Medinilla Magic

20170704_105250

oil on canvas, 41″ x 28″

The Medinilla Magnifica is one of these magical plants that’s so exquisitely beautiful it takes your breath away. A healthy and mature plant will bear many blossoms, each a cross between chandeliers and pink grapes, and every one in varying stages of flowering. Their ergonomic leaves are a sultry green, their strong stems tinged with a pale gold. The last time I saw one in full bloom was up in Greenwich, in the Blue Mountains above Kingston, although I have one in my garden that has yet to perform its magic. It’ll soon happen, when this queen of plants is ready ~ if everyone had a garden to tend there might well be peace on earth…

Tomorrow marks the end of the first month of having all day every day to paint.  I have two more to go, God willing. It’s a summer of no distractions, no commitments, no plans and no expectations other than to paint. Every morning I get up and go to the studio where it’s just me, the brushes, the paint, the canvas, and beautiful inspiring music (from RTE Lyric FM’s The Blue of the Night. One art form influencing another, the soundscapes suggesting an otherworld where every mark is intentional and beautiful and perfectly placed…) Because of this open time, progress is finally being made, and that is cause for quiet and deep gratitude. In the words of a painter who’s work I admire, Scott Conary, I’m becoming a better painter, and that’s no small thing.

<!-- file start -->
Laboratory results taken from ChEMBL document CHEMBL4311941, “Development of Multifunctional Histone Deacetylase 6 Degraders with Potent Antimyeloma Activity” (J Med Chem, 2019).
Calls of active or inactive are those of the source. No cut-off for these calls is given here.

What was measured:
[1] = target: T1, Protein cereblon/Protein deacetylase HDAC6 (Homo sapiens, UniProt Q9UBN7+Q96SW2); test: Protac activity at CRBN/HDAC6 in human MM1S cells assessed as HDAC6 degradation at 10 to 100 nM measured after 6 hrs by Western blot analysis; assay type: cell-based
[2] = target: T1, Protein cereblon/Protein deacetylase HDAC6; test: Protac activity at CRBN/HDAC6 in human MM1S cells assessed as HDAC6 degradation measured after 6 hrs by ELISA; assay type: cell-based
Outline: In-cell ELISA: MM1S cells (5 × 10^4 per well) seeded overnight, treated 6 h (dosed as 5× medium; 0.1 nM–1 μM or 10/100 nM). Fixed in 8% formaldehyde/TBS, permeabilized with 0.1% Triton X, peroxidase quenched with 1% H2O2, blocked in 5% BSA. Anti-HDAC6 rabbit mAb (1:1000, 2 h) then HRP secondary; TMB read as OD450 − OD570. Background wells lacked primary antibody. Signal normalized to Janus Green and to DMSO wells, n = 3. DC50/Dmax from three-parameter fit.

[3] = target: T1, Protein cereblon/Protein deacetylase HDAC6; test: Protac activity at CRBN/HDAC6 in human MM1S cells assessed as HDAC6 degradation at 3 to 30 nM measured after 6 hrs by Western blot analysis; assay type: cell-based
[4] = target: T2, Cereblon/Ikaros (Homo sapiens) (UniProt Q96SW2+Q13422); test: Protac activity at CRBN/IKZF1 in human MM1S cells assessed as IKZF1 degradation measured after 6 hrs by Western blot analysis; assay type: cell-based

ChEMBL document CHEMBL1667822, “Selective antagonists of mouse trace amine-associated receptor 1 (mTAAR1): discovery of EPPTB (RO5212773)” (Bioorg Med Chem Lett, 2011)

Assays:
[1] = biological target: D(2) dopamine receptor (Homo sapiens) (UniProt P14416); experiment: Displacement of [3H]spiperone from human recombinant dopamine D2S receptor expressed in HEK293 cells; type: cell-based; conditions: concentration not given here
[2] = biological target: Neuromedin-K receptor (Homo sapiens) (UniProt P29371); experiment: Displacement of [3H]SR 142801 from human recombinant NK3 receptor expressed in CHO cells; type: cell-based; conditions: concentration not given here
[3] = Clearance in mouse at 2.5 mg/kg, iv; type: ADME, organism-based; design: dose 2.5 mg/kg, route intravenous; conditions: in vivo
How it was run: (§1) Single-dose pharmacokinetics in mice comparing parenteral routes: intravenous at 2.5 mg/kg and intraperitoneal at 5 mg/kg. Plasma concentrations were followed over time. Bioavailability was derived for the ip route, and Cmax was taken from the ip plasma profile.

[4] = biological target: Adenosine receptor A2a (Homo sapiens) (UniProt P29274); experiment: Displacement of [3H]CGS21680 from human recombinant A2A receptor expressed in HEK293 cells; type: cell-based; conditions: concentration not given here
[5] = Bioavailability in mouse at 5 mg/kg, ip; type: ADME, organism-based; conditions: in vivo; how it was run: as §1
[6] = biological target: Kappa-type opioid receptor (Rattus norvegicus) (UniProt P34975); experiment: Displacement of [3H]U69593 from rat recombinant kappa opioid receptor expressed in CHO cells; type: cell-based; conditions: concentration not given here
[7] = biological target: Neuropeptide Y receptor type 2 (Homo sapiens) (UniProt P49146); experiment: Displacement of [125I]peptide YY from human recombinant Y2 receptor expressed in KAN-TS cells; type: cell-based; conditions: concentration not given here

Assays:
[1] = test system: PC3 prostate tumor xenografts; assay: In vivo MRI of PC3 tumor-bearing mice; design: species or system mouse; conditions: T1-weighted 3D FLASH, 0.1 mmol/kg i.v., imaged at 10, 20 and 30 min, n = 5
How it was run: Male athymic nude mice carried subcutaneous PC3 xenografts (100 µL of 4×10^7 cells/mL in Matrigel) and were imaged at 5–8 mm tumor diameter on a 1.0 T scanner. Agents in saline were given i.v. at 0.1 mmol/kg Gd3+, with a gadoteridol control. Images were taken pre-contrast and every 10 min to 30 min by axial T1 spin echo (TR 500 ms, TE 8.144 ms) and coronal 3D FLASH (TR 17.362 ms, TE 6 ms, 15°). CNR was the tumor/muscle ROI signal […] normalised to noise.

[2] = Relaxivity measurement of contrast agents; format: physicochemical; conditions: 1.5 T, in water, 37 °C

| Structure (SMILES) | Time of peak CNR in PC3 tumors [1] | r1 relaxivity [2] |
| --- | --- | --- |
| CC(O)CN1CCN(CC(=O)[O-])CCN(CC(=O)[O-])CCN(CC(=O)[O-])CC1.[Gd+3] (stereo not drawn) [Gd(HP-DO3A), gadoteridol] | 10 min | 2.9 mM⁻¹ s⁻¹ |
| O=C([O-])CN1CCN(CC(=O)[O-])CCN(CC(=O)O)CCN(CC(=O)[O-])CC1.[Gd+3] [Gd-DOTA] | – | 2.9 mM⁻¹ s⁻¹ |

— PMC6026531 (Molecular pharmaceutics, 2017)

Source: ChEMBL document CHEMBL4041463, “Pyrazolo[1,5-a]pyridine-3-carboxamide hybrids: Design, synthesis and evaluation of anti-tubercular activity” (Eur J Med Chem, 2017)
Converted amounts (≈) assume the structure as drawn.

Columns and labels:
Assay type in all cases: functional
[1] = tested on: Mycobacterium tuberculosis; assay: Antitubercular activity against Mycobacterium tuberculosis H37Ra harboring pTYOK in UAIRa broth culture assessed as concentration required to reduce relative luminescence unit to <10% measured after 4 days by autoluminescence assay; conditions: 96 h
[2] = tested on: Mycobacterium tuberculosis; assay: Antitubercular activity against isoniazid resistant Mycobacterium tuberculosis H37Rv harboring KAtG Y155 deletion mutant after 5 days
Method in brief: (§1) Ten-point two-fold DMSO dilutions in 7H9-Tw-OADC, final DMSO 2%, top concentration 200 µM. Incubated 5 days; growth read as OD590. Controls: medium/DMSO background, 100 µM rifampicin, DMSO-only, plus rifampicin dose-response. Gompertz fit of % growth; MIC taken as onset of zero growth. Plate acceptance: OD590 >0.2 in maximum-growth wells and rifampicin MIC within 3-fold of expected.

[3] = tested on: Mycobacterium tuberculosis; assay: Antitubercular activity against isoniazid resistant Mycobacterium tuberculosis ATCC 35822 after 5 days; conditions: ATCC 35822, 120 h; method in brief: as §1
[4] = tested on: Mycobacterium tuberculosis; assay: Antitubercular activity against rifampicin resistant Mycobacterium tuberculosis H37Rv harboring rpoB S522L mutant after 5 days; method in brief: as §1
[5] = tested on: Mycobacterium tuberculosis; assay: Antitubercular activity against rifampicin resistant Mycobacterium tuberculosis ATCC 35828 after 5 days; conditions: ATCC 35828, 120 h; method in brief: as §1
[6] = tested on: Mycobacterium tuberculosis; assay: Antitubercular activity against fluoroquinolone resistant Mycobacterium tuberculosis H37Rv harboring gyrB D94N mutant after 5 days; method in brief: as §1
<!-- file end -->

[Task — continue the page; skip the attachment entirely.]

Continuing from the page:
I know how lucky I am to be able to do what I want to, and I don’t take it lightly. As with anything, showing up consistently has been the key thus far, as has slowing down and thinking about what I want to paint, letting it simmer within in vagueness for a while, and when it stays and makes itself clearer, I quickly sketch a wee plan on paper, and then sketch it loosely with a wash on the canvas, using a limited palette. Then I wait. Wait and see what it wants. There’s a fine line to be found between letting the paint and marks lead the way and restraining my own heavy-handedness, and when that happens there’s hope…

 

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